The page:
Definition of bloodshed in English:

bloodshed

noun

mass noun
  • The killing or wounding of people, typically on a large scale during a conflict.

    ‘the president feared bloodshed and disorder if the demands for reform were not met’
    • ‘In many parts of the world it often leads to violent confrontation and much bloodshed.’
    • ‘The voting took place against a backdrop of bloodshed, with at least 44 people killed by suicide bombs.’
    • ‘How much he strong to do as much as possible to stop the continuity of bloodshed.’
    • ‘My head is spinning wildly with images of bloodshed and violence.’
    • ‘After all, life is all about sharing and caring and not violence and bloodshed.’
    • ‘Violence is rare but once started often escalates quickly to bloodshed and serious injury.’
    • ‘He criticised martial law but warned of bloodshed and civil war, counselling patience rather than defiance.’
    • ‘I just ran off in the opposite direction, desperate to get away from the battle and bloodshed as fast as I could.’
    • ‘The local people, he said, were more firm in their resolution to end violence and bloodshed.’
    • ‘It has become synonymous over the years with bloodshed and murder.’
    • ‘Fresh troops arrived in the city throughout the day, triggering fears of further bloodshed.’
    • ‘If a party in power governs badly, it should be possible to remove it without bloodshed.’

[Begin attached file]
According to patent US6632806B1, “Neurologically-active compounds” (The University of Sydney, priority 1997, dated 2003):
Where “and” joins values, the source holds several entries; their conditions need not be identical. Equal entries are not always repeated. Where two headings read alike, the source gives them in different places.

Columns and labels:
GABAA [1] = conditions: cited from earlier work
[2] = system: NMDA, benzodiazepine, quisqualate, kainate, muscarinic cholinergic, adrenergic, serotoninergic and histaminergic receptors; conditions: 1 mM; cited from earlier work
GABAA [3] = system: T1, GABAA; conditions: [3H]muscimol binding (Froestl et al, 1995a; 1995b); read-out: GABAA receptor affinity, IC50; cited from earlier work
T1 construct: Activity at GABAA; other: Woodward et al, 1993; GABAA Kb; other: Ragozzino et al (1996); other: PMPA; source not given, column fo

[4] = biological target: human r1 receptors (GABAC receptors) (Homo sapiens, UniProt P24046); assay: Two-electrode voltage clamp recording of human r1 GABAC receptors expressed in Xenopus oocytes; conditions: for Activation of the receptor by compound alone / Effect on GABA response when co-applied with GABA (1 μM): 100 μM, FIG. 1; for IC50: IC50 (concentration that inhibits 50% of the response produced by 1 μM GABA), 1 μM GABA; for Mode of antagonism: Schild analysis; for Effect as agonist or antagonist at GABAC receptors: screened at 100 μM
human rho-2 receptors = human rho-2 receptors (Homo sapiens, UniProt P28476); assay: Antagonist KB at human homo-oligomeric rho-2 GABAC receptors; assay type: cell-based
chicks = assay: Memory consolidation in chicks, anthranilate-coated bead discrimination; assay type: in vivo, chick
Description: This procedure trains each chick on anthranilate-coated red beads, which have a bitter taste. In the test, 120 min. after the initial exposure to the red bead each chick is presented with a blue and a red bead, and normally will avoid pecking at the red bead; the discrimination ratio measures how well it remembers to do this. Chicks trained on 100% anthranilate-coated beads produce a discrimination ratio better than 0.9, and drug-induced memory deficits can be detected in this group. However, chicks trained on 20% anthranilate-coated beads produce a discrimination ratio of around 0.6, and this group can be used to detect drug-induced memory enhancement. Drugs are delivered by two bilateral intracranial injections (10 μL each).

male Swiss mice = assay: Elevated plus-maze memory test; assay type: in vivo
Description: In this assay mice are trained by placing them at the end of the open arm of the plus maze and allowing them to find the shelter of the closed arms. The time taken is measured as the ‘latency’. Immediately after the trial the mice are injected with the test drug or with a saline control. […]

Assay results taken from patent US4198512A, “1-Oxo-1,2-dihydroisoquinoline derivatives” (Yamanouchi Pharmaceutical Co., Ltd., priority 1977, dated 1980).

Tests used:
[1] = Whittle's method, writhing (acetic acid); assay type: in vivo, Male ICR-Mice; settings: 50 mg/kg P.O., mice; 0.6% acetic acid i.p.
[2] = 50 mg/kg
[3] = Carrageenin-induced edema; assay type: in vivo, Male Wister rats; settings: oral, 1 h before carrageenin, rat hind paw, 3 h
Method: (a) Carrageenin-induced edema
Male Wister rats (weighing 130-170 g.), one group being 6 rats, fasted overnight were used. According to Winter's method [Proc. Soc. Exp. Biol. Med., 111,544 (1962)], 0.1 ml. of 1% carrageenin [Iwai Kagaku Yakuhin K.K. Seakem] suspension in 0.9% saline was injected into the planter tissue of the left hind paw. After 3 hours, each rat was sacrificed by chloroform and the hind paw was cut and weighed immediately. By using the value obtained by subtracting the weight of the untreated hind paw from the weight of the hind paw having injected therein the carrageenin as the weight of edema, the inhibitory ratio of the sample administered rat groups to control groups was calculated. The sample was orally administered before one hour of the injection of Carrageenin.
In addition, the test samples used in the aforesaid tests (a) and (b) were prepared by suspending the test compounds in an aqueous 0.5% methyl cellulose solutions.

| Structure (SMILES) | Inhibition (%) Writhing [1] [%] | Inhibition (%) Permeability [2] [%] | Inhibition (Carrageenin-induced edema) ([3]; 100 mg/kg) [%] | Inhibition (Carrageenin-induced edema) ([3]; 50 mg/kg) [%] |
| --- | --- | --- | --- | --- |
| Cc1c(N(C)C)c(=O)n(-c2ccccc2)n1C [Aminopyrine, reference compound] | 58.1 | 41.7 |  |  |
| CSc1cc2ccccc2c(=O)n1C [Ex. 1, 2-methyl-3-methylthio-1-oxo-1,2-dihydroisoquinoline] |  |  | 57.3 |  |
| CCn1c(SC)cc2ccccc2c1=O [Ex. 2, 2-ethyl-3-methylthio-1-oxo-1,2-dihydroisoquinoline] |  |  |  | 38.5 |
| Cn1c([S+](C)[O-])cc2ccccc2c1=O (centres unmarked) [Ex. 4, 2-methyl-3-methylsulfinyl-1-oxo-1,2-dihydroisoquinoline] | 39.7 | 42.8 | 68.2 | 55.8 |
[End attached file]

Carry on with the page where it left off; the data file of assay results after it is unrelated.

• ‘Ignoring his instincts, Hopkins then rides away as the slaughter and bloodshed begins.’
    • ‘People are pretty fed up with this fear and this intimidation, and the straight out bloodshed.’
    • ‘Who acts on the principle that violence, force and the threat of bloodshed are worthy tools of diplomacy?’
    • ‘The bloodshed has sparked fears that the violence could worsen ahead of the elections.’
    • ‘Charle though has decided to call it a day, the endless violence and bloodshed has become too much.’
    • ‘Martial law was imposed to avoid bloodshed as rebels battled with police and the military.’
    • ‘As tragic as the violence up to now has been, even more tragic is the fact that murder and bloodshed continue.’
    • ‘It will also echo back through 2,500 years of bloodshed justified by the sway of good over evil.’
    slaughter, slaying, killing, carnage, butchery, massacre, murder, bloodletting, bloodbath, gore, pogrom, genocide
    View synonyms

Pronunciation

bloodshed

/ˈblʌdʃɛd/